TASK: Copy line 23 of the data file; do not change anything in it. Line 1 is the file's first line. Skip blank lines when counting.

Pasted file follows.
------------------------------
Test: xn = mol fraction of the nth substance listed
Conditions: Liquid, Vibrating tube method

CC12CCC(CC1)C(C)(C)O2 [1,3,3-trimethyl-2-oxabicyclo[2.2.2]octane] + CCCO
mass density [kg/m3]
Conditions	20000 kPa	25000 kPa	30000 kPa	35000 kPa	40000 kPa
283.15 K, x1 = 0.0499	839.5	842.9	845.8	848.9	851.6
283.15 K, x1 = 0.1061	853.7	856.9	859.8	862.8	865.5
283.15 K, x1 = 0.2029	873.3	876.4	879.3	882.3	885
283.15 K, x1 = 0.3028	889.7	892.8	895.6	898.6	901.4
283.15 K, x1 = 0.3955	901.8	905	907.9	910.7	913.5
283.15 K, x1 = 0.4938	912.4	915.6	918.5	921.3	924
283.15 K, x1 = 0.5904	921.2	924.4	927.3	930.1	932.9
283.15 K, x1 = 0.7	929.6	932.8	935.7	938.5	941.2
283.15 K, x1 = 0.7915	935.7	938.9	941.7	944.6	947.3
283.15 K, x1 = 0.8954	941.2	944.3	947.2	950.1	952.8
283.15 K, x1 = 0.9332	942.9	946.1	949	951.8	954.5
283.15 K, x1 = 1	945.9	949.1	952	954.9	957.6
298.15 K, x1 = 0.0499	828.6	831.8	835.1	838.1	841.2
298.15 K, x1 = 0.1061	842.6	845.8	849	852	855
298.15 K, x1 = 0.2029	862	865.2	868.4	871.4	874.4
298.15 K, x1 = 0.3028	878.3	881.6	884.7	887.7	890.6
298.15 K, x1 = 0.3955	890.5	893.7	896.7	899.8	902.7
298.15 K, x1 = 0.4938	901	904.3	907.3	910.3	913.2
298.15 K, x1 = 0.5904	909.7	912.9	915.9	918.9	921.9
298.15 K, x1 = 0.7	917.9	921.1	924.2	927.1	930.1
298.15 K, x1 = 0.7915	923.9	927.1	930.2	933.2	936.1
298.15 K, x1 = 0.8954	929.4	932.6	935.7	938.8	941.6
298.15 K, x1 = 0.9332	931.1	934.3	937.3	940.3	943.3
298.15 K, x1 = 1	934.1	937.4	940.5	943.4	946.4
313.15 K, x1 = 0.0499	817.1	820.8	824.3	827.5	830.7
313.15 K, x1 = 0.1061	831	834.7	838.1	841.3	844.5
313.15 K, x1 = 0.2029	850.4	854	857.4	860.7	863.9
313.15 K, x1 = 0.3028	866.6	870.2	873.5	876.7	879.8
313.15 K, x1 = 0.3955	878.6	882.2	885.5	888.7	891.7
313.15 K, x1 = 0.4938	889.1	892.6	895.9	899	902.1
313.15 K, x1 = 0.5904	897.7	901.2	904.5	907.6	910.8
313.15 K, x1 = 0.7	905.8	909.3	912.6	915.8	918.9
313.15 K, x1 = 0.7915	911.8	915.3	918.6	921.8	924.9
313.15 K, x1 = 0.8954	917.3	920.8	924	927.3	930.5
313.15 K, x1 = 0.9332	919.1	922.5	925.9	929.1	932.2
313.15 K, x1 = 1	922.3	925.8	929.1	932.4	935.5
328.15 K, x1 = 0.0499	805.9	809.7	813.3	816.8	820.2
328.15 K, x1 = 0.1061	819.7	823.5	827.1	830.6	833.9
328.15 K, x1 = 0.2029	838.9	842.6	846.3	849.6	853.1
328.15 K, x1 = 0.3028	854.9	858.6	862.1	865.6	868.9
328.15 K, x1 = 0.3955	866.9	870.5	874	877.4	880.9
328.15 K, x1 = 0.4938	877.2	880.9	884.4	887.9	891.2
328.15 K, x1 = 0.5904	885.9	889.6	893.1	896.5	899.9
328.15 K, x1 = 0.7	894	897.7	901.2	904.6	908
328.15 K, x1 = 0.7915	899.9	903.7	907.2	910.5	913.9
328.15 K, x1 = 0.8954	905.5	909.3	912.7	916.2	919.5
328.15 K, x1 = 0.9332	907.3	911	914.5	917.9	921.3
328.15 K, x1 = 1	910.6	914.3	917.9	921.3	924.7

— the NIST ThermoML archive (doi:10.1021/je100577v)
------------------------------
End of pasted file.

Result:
298.15 K, x1 = 0.4938	901	904.3	907.3	910.3	913.2